ADAM AND EVE AND THE GARDEN OF EDEN

The Christian creation story is retold in simple but lyrical prose in this exquisitely illustrated interpretation full of swirling primeval ferns and stylized trees highlighted with touches of gold. God’s presence in Eden is gracefully handled in the illustrations by showing just his hands as he creates Adam from clay or his watchful eyes as Adam and Eve tend the garden and meet the serpent. Ray’s intriguing paintings reward the unhurried reader with subtle details and touches of humor; for example, a playful monkey sticking his finger into the end of Eve’s wooden flute. Many of the spreads feature intricate borders that introduce additional elements such as the earth under the garden, subtly illustrating the renewal of the life cycle, and some of the borders also incorporate symbols of creation stories from other cultures. Children who delight in highly detailed illustrations will enjoy searching the lush views of Eden packed full of every sort of creature, right down to the earthworms crawling underground. (Nonfiction. 5-9)

Pub Date: Jan. 1, 2005

ISBN: 0-8028-5278-5

Page Count: 32

Publisher: Eerdmans

Review Posted Online: May 20, 2010

Kirkus Reviews Issue: Jan. 1, 2005

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SAINT VALENTINE

The most interesting feature of this retelling of a story about a saint martyred in A.D. 270 is the art, a meticulous re- creation of the medium of its subject's period. Using thousands of tiny, rectangular pieces resembling tiles, Sabuda replicates the effect of Roman mosaics. His simple designs and harmonious, gently muted colors are pleasing, and he achieves surprising subtleties of expression, considering the intractability of the medium. Actually, the illustrations work even better from a slight distance (as with a group), so that the demarcations between the tiny pieces are less predominant. The technique, which tends to congeal the action, makes relatively undramatic illustrations; still, it's a fascinating experiment that brings the ancient world to life by paying tribute to its art rather than by picturing it in a modern style. The straightforward narrative centers on Valentine as a physician whose ointment restores the sight of a jailer's blind daughter, long the saint's friend. It's implied that the long-awaited cure takes place at the moment of his offstage death; the story ends with the joy of the child's renewed vision. An unusual and attractive rendition. Historical note. (Nonfiction/Picture book. 6-9)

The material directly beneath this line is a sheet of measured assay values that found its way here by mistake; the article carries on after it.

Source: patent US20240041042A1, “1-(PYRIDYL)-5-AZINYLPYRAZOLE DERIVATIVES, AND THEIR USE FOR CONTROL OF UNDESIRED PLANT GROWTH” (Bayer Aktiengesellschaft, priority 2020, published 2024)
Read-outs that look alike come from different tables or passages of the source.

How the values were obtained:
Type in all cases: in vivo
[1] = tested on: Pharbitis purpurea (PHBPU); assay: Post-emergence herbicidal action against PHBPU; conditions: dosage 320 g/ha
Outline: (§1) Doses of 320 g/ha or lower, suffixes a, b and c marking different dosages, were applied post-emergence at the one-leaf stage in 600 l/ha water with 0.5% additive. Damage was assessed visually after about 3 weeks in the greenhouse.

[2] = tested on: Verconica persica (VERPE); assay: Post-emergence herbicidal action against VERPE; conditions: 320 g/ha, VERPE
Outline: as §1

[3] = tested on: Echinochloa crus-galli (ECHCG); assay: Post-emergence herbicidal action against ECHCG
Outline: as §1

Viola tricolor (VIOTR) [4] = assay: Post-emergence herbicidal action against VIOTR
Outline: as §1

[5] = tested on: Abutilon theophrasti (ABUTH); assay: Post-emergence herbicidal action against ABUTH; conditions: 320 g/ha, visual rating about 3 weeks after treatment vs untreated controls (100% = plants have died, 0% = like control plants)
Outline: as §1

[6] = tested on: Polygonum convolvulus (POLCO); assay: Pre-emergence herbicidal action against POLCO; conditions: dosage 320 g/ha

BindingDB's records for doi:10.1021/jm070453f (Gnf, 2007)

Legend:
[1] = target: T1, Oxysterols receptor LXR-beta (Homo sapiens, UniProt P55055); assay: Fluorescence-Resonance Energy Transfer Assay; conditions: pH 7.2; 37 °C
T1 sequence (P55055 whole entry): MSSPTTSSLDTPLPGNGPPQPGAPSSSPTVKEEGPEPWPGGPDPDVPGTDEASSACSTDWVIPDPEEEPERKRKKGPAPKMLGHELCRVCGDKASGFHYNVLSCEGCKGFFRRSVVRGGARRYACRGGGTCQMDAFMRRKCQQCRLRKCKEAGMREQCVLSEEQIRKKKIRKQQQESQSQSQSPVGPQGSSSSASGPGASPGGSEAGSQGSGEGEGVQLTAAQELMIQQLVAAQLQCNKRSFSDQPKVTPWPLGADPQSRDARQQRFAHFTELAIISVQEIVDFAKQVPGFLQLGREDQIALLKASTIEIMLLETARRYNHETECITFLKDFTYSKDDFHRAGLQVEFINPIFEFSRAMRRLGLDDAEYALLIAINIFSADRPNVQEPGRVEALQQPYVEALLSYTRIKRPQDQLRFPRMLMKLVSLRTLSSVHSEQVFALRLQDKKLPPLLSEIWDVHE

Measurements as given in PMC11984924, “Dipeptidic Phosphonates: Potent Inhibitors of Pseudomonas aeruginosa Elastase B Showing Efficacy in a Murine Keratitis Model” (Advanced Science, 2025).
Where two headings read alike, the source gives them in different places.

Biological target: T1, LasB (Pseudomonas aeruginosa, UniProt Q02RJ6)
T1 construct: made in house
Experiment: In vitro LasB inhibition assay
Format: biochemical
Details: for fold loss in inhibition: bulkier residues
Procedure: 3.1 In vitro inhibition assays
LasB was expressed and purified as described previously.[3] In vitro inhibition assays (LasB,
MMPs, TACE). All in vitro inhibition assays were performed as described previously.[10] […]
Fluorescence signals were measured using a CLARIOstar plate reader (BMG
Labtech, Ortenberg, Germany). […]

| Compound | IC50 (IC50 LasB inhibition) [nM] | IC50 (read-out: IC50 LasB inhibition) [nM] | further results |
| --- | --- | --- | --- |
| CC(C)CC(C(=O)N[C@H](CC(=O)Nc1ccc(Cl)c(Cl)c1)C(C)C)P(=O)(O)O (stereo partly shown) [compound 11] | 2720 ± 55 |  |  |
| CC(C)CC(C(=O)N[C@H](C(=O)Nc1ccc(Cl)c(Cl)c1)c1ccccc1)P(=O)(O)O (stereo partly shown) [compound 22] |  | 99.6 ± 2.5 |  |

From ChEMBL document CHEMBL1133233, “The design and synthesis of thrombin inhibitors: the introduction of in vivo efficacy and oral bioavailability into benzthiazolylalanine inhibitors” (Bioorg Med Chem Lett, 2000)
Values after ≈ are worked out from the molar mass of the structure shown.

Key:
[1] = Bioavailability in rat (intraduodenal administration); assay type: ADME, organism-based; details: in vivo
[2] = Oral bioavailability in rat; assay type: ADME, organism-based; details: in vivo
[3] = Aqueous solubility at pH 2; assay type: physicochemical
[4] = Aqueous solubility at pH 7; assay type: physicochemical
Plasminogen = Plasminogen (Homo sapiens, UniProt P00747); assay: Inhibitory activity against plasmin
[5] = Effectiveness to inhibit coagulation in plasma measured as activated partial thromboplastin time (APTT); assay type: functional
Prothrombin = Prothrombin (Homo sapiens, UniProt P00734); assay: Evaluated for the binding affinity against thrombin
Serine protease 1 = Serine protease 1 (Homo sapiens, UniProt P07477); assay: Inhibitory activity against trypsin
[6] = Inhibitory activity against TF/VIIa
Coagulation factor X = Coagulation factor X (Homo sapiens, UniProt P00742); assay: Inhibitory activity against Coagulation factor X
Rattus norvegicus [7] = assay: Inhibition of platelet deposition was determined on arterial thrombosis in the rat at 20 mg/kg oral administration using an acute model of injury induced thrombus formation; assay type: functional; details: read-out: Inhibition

Pub Date: Oct. 30, 1992

ISBN: 0-689-31762-X

Page Count: 32

Publisher: Atheneum

Review Posted Online: May 20, 2010

Kirkus Reviews Issue: Nov. 15, 1992

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SEEK AND FIND BIBLE STORIES

In the style of Where’s Waldo?, a modern-day boy named Mike is camouflaged within busy illustrations of well-known Bible stories featuring dozens of tiny and similarly clad characters for sharp-eyed young readers to peruse. Each spread includes a large illustration filled with buildings, people and minuscule details, a brief paragraph summarizing the particular story, related questions directing the reader to find additional people or items in the illustration and a short Bible verse. The volume includes 14 stories from the Old Testament and 14 from the New, with each section followed by a more difficult quiz page with single items that can be found somewhere in any of the illustrations in that section. The busy visual depictions of the stories are chock-full of characters and tiny details, including some items that were not around in biblical times, such as helium balloons, a modern-style traffic sign and roller skates. Purists may object to a contemporary boy (and irrelevant objects) inserted into biblical scenes, but many children who seek the mental challenge of this format will find this fascinating. (Picture book/religion. 6-9)

Pub Date: Oct. 1, 2008

ISBN: 978-0-310-71759-1

Page Count: 64

Publisher: Zonderkidz

Review Posted Online: May 20, 2010

Kirkus Reviews Issue: Oct. 1, 2008

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